An MRI scan can create a detailed picture of your prostate and the surrounding tissues. You will lie very still on a table, which will move slowly into the scanner, shaped like a doughnut or a long tunnel and takes 30 to 40 minutes.


A prostate biopsy involves using a thin needle to take small tissue samples from the prostate. The tissue is then looked at under a microscope to check for cancer. If cancer is found, the biopsy results will show how aggressive it is and how likely it is to spread outside the prostate.

What treatment are available?

Your treatment options will depend on a few things, including the stage of your cancer, how likely your cancer will grow and spread and your general health. All of these factors will be discussed at the St George’s Hospital Urology Multidisciplinary Meeting, which consists of specialist Doctors, Nurses, Pathologists and Radiologists, and patient-specific treatment options will be decided upon.

Prostate cancer treatment includes:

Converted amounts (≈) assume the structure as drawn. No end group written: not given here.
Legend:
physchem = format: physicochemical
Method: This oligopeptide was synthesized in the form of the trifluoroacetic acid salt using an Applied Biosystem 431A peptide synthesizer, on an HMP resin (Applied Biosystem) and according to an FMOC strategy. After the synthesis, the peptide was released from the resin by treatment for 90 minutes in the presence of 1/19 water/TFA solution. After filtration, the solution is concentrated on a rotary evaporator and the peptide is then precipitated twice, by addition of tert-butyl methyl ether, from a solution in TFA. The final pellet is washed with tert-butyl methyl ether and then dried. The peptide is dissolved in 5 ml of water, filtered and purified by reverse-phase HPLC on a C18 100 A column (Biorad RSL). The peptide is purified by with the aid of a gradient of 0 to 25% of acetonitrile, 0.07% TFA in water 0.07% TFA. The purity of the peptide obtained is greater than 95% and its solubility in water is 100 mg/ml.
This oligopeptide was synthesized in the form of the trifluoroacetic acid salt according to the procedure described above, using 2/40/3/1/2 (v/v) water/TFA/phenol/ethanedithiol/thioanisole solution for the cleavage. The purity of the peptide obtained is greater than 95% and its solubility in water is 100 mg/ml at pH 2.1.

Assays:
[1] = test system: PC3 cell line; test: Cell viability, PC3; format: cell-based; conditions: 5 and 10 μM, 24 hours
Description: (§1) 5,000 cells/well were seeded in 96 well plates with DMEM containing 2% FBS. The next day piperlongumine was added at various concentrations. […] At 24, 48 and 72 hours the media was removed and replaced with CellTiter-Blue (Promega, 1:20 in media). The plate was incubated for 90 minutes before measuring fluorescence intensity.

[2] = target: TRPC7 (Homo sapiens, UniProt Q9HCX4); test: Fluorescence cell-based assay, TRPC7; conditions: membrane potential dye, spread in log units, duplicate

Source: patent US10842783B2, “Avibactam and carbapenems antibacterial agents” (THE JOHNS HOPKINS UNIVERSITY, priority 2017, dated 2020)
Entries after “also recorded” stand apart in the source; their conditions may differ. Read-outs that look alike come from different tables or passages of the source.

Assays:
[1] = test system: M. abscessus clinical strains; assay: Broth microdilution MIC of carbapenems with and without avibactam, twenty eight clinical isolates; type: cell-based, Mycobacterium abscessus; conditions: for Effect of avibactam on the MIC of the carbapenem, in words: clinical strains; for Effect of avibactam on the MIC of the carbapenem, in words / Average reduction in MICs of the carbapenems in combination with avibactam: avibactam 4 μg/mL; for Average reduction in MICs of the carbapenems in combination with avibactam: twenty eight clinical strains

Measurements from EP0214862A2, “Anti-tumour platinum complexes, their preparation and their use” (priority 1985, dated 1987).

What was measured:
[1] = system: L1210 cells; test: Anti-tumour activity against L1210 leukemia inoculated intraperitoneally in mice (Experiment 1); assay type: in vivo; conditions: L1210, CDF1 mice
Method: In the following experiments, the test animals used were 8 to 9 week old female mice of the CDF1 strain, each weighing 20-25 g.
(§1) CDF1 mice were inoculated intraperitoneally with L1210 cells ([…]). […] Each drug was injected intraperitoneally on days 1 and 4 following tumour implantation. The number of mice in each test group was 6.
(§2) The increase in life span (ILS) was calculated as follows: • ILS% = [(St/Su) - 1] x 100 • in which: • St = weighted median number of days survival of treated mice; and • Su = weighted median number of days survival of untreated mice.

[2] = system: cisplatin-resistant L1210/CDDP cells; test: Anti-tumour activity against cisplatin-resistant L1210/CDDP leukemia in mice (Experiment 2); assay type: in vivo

Robot-Assisted Radical Prostatectomy (RRP)
This is an operation to remove the whole prostate, including cancer inside it which we offer using our Da Vinci Robot at St George’s Hospital. Side effects can include leaking urine and erection problems.

External beam radiotherapy
This uses high-energy X-ray beams to destroy cancer cells from outside the body. Side effects can include problems urinating, bowel problems such as passing loose or watery bowel movements, erection problems, and extreme tiredness. If you receive radiotherapy, you will be transferred to the Royal Marsden Hospital for this to be performed.

This is a type of internal radiotherapy. Side effects can include problems urinating, erection problems and bowel problems. If you have Brachytherapy performed, you will be transferred to the Royal Marsden hospital to receive this.